The main clinical sign is a pronounced pain syndrome. A burning pain of a common type is characteristic, which may be accompanied by a feeling of pulsation or bursting. Patients with ganglioneuritis cannot accurately indicate the localization of pain due to its diffuse nature. In some cases, ganglioneuritis is marked by the spread of pain sensations to the entire half of the body or to the opposite side. A distinctive feature of pain in ganglioneuritis is the absence of its amplification during movement. Most patients indicate that they may experience increased pain syndrome due to eating, weather changes, emotional overstrain, etc.
Along with the pain syndrome, ganglioneuritis is manifested by various sensitivity disorders. This may be a decrease in sensitivity (hypesthesia), an increase in sensitivity (hyperesthesia) and paresthesia — uncomfortable sensations in the form of numbness, feelings of crawling goosebumps, tingling, etc. Ganglioneuritis is also accompanied by neurotrophic and vasomotor disorders expressed in the innervation zone of the affected ganglion and nerves. Prolonged ganglioneuritis is often accompanied by increased emotional lability of the patient and sleep disturbance; it is possible to develop asthenia, hypochondriac syndrome, neurasthenia.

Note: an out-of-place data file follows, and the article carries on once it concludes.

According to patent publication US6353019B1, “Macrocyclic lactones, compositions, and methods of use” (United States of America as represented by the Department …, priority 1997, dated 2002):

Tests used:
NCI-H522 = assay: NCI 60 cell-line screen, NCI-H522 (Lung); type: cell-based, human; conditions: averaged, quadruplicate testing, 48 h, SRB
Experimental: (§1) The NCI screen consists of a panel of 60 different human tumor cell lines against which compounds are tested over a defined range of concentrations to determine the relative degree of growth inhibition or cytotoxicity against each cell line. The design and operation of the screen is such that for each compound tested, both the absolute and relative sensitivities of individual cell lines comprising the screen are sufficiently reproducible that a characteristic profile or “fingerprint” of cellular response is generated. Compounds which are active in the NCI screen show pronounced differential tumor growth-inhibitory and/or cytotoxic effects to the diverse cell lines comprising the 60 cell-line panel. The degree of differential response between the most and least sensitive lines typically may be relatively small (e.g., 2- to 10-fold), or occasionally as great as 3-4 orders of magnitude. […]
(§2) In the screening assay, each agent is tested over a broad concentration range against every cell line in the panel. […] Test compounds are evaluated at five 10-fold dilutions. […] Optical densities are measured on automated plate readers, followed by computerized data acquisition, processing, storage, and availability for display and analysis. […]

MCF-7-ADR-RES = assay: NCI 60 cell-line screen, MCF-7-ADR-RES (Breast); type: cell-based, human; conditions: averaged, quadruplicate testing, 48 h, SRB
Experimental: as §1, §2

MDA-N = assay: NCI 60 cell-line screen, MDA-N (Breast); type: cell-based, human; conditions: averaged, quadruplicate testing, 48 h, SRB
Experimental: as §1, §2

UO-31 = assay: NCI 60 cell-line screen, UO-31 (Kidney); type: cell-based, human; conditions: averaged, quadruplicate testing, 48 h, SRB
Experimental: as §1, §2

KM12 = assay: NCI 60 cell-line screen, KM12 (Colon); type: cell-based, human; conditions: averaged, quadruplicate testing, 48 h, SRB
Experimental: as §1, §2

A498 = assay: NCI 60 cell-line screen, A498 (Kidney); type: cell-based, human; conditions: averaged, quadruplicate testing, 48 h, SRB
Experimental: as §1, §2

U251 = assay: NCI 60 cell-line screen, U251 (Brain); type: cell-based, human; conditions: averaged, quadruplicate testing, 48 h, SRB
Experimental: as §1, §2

Depending on the group of affected sympathetic ganglia, ganglioneuritis is classified into cervical, thoracic, lumbar and sacral. Cervical ganglioneuritis, in turn, is divided into upper-neck, lower-neck and stellate.
Ganglioneuritis of the upper cervical node is characterized by Gorner’s syndrome: ptosis, myosis and enophthalmos. When this ganglion is irritated, the Purfur du Petit syndrome develops (dilation of the eye slit, mydriasis and exophthalmos), a stimulating effect on the thyroid gland occurs, leading to hyperthyroidism. Secretory and vasomotor disorders of the upper cervical ganglioneuritis are manifested by hyperhidrosis and redness of the corresponding half of the face, a decrease in intraocular pressure.
Changes in sensitivity in cervical ganglioneuritis are noted above the 2nd rib. Possible laryngeal paresis, accompanied by hoarseness of the voice. In cases where ganglioneuritis of the upper cervical node is accompanied by a pronounced pain syndrome affecting the area of the teeth, patients are often unsuccessfully treated by a dentist and even go through erroneous tooth extraction.